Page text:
In 1978, Flood accepted a job broadcasting Oakland A's games under renegade owner Charles Finley. Though shortlived, Flood would never get closer to Major League Baseball. He later moved to Los Angeles and married his long-time friend, actress Judy Pace. Flood took part in a few baseball ventures including the ill-fated United Baseball League and a league where old-time players would get the chance to play again. Neither took off, but Flood found satisfaction and even greater meaning away from the baseball field. Remembering the tough times of his childhood, Flood spent much of his timing running a home for disadvantaged city youth in Los Angeles.
Even by the time Flood returned from Europe in the late 1970s, baseball had become, as Miller would entitle his book, "A Whole Different Ballgame." Despite promises to debate and modify the reserve clause after the Flood case, the owners, as always behind the time, decided to sit on the reserve clause for a few more years. In 1975, Andy Messersmith and Dave McNally filed grievances against the reserve clause. The case eventually reached arbitration and Peter Seitz. With Flood's arguments now well established and much more accepted throughout America, Seitz ruled in favor of the players and against baseball--stating that the reserve clause only kept players with their team for one year. While still anomalously legal, the reserve clause's reign had ended. Sadly, though, the duo did not share Flood's convictions to moral principles but instead based their claim on more practical reasons. "I didn't do it necessarily for myself because I'm making a lot of money," Messersmith said. "I don't want everyone to think, 'Well, here's a guy in involuntary servitude at $115,000 a year.' That's a lot of bull and I know it" (qtd. in Helyar 170). Ironically, Messersmith achieved Flood's goal while directly refuting his claims. In 1975, reform movements crept toward their ends, and America and Messersmith no longer talked in such grand, sweeping statements. Messersmith and McNally achieved success without the direct challenge to baseball's hierarchy that Flood had believed necessary just five years earlier. In a rare moment of anger, Flood reflected on the decision: "All the grand work was laid for people who came after me. The Supreme Court decided not to give it to me, so they gave it to two white guys. I think that's what they were waiting for" (qtd. in Schulman).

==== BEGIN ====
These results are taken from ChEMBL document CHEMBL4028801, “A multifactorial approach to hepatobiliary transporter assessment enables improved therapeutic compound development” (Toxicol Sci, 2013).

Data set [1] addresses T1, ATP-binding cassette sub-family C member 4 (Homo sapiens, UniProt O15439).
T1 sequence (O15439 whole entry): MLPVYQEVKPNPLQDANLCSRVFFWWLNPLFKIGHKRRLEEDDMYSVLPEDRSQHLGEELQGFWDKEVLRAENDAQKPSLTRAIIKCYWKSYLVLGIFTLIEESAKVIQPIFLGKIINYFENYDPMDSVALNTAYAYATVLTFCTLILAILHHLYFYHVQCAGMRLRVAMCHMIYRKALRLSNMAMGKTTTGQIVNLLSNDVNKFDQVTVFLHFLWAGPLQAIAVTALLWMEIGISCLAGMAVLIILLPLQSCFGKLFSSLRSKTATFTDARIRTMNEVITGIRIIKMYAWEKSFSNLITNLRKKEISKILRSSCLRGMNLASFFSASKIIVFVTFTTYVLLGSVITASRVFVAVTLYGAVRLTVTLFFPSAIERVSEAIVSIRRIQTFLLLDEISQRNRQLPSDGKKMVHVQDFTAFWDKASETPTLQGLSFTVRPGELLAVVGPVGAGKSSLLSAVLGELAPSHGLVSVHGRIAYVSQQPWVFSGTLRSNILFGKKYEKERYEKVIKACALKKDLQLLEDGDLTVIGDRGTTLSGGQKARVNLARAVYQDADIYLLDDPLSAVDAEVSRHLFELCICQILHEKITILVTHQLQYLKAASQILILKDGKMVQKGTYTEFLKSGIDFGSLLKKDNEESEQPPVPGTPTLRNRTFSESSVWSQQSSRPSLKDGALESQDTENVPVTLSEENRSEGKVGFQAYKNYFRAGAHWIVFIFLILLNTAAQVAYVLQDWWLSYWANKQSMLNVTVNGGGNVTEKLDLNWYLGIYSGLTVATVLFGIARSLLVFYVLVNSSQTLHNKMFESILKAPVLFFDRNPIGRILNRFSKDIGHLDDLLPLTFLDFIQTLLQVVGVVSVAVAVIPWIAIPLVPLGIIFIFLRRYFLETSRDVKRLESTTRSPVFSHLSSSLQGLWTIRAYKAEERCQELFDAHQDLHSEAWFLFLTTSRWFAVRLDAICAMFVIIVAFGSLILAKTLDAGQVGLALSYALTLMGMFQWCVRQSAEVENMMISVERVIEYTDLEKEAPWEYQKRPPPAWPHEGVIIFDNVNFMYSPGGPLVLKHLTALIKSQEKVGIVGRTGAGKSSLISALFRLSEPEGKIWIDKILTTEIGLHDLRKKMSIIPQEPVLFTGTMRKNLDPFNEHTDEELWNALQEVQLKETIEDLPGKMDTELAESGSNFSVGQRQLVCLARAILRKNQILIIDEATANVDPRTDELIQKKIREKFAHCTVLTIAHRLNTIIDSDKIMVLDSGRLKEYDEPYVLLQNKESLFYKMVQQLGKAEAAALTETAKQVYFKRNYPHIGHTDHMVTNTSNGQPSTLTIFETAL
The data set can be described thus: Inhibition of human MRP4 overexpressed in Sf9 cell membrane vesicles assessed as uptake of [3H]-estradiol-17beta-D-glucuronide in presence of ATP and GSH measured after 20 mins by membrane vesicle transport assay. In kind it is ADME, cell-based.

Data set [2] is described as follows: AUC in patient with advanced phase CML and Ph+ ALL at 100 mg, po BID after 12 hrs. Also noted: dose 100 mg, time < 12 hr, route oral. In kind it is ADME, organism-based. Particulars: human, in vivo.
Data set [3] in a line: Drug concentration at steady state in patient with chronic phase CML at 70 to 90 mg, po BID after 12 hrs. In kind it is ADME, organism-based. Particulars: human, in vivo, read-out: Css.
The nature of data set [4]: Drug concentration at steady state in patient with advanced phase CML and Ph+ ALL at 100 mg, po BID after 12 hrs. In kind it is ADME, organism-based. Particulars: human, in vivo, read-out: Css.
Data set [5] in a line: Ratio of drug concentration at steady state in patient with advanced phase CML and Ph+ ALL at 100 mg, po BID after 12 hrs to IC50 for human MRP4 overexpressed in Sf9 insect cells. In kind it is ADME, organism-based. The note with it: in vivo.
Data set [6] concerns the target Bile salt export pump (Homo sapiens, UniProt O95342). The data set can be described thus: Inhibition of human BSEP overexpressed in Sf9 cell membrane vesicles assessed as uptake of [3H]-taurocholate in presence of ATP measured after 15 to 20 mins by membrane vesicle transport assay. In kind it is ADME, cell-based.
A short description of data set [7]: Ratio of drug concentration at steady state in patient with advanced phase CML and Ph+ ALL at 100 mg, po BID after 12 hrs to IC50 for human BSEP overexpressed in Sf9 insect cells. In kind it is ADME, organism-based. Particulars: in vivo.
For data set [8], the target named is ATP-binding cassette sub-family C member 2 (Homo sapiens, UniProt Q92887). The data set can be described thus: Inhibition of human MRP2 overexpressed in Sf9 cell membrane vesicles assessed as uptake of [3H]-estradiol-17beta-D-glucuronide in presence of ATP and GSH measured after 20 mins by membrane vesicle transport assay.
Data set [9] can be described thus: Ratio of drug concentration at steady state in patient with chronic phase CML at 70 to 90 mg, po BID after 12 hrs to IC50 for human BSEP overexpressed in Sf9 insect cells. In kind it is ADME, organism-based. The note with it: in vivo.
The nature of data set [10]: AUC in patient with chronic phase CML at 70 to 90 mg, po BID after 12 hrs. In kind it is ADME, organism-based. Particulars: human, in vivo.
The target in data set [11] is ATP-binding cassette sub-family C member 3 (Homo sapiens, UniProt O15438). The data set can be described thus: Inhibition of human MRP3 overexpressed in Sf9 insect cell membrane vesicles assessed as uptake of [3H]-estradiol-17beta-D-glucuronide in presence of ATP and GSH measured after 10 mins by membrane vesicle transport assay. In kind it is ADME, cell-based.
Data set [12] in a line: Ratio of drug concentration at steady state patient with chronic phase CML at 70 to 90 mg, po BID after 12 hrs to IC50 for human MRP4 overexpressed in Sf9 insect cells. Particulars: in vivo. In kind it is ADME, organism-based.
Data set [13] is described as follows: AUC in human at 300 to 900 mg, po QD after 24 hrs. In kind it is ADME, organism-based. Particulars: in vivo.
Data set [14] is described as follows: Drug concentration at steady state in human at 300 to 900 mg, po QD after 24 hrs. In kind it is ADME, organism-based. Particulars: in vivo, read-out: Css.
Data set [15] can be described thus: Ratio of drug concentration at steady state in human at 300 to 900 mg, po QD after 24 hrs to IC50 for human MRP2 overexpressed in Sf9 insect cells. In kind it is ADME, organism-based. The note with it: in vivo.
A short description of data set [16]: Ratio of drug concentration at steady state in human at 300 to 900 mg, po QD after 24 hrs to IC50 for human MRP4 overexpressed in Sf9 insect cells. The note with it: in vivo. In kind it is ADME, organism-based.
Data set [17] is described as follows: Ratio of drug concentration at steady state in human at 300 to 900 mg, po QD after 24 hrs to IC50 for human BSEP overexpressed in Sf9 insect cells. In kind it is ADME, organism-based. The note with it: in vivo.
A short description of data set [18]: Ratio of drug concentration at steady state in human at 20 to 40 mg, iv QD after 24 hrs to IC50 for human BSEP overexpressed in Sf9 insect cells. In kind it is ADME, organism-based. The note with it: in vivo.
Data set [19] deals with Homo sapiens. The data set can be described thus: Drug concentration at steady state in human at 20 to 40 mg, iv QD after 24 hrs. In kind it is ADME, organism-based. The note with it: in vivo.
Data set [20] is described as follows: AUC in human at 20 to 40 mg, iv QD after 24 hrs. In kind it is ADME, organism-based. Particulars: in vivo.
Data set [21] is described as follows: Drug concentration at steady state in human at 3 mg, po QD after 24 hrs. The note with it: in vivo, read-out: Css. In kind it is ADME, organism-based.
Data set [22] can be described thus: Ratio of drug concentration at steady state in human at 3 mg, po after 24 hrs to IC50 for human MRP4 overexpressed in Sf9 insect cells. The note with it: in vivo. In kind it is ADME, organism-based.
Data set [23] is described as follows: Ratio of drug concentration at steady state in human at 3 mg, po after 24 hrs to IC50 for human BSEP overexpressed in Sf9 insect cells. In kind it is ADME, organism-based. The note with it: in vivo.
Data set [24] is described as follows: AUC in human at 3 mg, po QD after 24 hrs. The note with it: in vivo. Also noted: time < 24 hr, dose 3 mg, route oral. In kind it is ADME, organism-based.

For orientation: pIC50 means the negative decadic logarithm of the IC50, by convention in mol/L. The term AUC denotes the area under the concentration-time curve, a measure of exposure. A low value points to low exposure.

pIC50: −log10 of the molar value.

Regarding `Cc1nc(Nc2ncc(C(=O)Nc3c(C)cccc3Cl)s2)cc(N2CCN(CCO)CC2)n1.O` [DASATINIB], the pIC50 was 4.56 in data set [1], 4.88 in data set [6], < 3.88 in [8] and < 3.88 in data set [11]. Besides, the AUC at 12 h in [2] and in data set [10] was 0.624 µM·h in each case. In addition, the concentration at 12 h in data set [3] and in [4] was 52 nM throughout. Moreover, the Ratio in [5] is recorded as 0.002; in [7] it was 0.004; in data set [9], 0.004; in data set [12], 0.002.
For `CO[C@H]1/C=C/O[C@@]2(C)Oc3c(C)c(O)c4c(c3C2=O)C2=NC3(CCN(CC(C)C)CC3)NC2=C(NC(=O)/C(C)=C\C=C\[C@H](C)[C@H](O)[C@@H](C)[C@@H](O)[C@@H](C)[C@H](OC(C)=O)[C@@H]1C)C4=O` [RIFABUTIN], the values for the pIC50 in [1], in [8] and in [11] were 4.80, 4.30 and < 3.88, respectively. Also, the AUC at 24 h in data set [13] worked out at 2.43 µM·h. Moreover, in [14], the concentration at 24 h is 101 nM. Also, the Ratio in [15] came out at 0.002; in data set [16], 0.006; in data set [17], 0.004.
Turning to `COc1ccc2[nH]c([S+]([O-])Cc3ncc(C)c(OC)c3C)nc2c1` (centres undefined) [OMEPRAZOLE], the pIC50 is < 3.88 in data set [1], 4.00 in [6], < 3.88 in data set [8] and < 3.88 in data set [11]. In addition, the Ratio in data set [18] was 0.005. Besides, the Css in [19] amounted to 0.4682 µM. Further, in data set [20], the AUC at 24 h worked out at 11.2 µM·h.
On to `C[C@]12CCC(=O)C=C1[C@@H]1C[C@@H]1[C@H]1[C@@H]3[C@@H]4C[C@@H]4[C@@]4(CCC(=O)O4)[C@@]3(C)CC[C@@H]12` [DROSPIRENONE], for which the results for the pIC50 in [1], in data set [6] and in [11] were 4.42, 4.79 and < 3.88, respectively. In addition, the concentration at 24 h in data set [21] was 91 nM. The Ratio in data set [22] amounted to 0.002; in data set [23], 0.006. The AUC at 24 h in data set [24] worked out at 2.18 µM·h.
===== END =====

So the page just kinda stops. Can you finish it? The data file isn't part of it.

Salaries skyrocketed. Since the origins of professional baseball until 1976, player salaries hovered around eight times that of the average American working man. By 1994, baseball players on average made 50 times the average worker. Today, the mean salary stands over one million dollars. Near the end of Flood's life, when salaries soared into amazingly high numbers, he never stated that players earned too much but merely that they had finally received what the players of his day deserved.
Curt Flood left a very different America from the one into which he was born and a very different one from that in which he first brought his suit. In the last decade, Flood has moved from blasphemer to hero, from ingrate to pioneer, and from dupe to legend. Ken Burns, in his popular documentary, "Baseball," featured Flood as a pioneer, a man ahead of his time. Spike Lee did a piece on HBO about Flood just before his death. By Flood's death in January, 1997, the press almost uniformally heaped praise upon the former centerfielder. Some even trumpeted Flood for the Hall of Fame. Upon Flood's death, Bill Patterson of California founded the Curt Flood Committee. The committee recently renamed a ballpark Curt Flood Field and hope to soon have a statue and a scholarship for law school. The day following Flood's death, Senator Orrin Hatch of Oregon introduced "The Curt Flood Act" to congress. Speaking of the long overdue law which would legally end baseball's anti-trust exemption, Hatch stated, "the time has come to finish what Curt Flood so couragely begun." Congressmen introduced a similar bill, with his number, 21, in the House. Heading into the turn of the century, America stood more prepared to accept the complex and controversial leader like Curt Flood.